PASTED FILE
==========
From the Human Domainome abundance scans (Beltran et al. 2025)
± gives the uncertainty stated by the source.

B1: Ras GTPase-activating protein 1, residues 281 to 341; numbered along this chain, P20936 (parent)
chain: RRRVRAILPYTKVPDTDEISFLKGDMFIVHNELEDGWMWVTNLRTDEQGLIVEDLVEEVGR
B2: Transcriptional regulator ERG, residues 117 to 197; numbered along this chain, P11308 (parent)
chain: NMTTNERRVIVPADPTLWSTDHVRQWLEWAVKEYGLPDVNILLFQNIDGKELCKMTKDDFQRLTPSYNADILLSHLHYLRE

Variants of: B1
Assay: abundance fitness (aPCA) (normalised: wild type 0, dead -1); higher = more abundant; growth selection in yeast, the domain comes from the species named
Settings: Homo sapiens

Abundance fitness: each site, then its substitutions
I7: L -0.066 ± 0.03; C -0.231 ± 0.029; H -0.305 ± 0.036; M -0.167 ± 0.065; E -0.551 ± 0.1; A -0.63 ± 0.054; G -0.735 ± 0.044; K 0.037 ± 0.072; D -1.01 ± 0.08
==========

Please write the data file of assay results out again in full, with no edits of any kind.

From the Human Domainome abundance scans (Beltran et al. 2025)
± gives the uncertainty stated by the source.

B1: Ras GTPase-activating protein 1, residues 281 to 341; numbered along this chain, P20936 (parent)
chain: RRRVRAILPYTKVPDTDEISFLKGDMFIVHNELEDGWMWVTNLRTDEQGLIVEDLVEEVGR
B2: Transcriptional regulator ERG, residues 117 to 197; numbered along this chain, P11308 (parent)
chain: NMTTNERRVIVPADPTLWSTDHVRQWLEWAVKEYGLPDVNILLFQNIDGKELCKMTKDDFQRLTPSYNADILLSHLHYLRE

Variants of: B1
Assay: abundance fitness (aPCA) (normalised: wild type 0, dead -1); higher = more abundant; growth selection in yeast, the domain comes from the species named
Settings: Homo sapiens

Abundance fitness: each site, then its substitutions
I7: L -0.066 ± 0.03; C -0.231 ± 0.029; H -0.305 ± 0.036; M -0.167 ± 0.065; E -0.551 ± 0.1; A -0.63 ± 0.054; G -0.735 ± 0.044; K 0.037 ± 0.072; D -1.01 ± 0.08